LONDON: Lately scientists have marked a small shrimp in the South African waters, having big candy-striped eyes to fright off the killers. The researchers of the University of Cape Town, with Prof. Karl Wittmann, reported their innovation on Friday and it has been available in the international journal Crustaceana. It has bright ringed patterns in its eyes which craft the eyes show as if they belong to some larger creature. This keeps the predators away.
Kemantha Govender, UCT spokeswoman, stated that although stargazer mysid was a known creature to the divers, it had no documentation in the marine biology literatures till its samples were brought by underwater photographer Guido Zsilavecz to the university. It measures about 10 to 15mm in length. The shrimp has been officially named after the diver who discovered it as Mysidopsis zsilaveczi.
Charles Griffiths, the senior marine biologist of the university was unable to identify the species initially, following which the sample was sent to an expert in Vienna. Recently Zsilavecz has also spotted a soft-bodied sea slug, which is a new type of nudibranch, around Cape Town, located at the confluence of Indian and Atlantic oceans. Griffiths remarked “it’s amazing that we’re still finding so many new species in heavily dived waters such as False Bay, right on our doorstep.”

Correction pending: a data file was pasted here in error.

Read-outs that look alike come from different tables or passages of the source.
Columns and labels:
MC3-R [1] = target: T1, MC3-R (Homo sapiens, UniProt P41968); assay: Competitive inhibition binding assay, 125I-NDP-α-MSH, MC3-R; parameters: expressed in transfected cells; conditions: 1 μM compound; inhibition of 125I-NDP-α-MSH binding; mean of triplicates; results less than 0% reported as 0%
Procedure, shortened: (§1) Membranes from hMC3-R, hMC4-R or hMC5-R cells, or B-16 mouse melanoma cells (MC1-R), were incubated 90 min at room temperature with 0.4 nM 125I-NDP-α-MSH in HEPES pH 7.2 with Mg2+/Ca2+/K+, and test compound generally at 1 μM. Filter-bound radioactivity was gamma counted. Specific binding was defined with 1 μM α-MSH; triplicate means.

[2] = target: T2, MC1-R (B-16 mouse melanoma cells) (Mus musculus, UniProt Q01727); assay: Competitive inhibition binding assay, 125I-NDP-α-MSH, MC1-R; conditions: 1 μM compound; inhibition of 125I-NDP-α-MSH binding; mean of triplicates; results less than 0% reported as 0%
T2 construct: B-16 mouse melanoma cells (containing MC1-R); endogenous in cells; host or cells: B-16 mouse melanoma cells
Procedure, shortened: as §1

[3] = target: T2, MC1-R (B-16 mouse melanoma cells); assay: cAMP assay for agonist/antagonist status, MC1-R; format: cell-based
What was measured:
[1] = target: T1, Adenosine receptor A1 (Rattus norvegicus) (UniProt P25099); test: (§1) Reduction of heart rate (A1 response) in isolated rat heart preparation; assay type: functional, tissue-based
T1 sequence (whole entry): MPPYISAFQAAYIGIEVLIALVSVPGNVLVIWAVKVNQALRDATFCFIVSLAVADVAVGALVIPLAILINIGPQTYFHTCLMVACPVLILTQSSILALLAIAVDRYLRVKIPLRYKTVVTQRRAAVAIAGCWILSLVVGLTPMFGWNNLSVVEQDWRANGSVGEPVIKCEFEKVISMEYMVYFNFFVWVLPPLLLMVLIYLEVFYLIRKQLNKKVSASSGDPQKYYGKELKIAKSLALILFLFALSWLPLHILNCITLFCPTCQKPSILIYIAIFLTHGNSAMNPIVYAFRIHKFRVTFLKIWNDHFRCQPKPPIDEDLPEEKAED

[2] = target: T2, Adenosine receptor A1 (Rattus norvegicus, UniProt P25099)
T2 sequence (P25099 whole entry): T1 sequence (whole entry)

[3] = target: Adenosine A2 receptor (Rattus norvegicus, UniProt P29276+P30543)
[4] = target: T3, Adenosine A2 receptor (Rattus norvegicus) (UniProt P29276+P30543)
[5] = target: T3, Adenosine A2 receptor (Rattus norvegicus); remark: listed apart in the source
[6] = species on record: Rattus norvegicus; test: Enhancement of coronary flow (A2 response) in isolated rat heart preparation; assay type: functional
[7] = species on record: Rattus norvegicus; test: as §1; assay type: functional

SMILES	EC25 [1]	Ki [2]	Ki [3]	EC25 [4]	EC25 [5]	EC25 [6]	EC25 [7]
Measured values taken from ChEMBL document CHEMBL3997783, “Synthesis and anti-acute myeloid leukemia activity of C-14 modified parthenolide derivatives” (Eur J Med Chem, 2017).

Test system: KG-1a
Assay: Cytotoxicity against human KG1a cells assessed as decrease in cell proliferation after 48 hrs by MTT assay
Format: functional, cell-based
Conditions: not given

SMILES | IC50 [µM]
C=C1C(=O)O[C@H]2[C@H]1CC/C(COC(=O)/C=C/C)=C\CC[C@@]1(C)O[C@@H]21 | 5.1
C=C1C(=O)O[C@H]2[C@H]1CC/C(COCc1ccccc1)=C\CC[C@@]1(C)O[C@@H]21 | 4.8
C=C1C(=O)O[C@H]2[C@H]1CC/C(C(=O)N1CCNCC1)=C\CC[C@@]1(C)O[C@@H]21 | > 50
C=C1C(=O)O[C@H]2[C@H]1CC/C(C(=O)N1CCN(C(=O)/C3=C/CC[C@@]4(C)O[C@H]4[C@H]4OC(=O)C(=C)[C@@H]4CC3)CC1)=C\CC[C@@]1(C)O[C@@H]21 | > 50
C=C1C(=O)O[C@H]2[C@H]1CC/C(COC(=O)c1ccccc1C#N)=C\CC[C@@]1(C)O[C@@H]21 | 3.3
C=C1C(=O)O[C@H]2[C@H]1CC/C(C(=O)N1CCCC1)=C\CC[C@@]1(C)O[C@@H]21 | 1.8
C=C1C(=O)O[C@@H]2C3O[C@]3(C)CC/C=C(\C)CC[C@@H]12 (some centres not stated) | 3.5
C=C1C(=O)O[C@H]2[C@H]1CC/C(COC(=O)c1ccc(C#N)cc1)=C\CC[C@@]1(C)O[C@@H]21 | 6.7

Insect-like eyes are the features of regular shrimps, which at a time can look towards different directions. As the creatures lack pupils and irises, their gaze in a specific direction is just an illusion. They also have unusual markings on their body and experts believe that these reflect how they evolved to protect themselves from predators. Shrimps also appear bigger than they actually are owing to their eye markings, which can also be seen in certain moths.